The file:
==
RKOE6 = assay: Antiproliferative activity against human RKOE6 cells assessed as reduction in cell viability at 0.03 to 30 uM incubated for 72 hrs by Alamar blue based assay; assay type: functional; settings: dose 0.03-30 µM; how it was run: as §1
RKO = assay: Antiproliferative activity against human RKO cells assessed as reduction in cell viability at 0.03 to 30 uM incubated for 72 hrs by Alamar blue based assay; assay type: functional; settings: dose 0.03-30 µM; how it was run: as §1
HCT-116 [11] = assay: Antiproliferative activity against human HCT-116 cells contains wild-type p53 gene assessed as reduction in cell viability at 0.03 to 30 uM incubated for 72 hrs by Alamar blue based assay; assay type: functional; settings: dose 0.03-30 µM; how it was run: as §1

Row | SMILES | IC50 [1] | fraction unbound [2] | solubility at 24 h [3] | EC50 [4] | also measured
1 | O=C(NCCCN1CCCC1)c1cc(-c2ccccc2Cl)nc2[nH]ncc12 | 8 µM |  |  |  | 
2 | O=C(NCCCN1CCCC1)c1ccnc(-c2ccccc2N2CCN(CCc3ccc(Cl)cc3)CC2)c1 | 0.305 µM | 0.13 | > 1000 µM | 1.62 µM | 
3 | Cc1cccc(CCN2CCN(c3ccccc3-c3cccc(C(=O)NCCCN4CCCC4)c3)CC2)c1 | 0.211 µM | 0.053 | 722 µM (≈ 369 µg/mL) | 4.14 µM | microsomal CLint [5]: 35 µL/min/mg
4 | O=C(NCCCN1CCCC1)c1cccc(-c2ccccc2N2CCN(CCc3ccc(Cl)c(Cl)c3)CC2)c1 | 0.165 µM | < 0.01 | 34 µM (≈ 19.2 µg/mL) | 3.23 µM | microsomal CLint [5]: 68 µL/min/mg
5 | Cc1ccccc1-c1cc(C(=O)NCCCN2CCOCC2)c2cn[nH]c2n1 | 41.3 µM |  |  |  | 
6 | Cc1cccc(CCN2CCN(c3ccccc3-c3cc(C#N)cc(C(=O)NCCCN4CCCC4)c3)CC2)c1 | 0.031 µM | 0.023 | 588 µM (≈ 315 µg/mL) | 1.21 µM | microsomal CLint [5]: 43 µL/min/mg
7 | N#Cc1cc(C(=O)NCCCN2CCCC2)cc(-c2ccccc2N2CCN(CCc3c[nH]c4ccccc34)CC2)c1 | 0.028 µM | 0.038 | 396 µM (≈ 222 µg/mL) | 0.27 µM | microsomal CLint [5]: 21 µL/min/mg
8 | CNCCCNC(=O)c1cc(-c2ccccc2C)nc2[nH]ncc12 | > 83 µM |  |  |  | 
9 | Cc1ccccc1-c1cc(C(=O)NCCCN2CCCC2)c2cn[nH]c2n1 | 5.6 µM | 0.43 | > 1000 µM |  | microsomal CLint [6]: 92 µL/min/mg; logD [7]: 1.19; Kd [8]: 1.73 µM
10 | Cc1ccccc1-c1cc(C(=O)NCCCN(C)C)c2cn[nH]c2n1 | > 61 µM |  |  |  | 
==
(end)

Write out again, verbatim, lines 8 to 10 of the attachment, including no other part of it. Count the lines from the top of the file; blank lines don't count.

4 | O=C(NCCCN1CCCC1)c1cccc(-c2ccccc2N2CCN(CCc3ccc(Cl)c(Cl)c3)CC2)c1 | 0.165 µM | < 0.01 | 34 µM (≈ 19.2 µg/mL) | 3.23 µM | microsomal CLint [5]: 68 µL/min/mg
5 | Cc1ccccc1-c1cc(C(=O)NCCCN2CCOCC2)c2cn[nH]c2n1 | 41.3 µM |  |  |  | 
6 | Cc1cccc(CCN2CCN(c3ccccc3-c3cc(C#N)cc(C(=O)NCCCN4CCCC4)c3)CC2)c1 | 0.031 µM | 0.023 | 588 µM (≈ 315 µg/mL) | 1.21 µM | microsomal CLint [5]: 43 µL/min/mg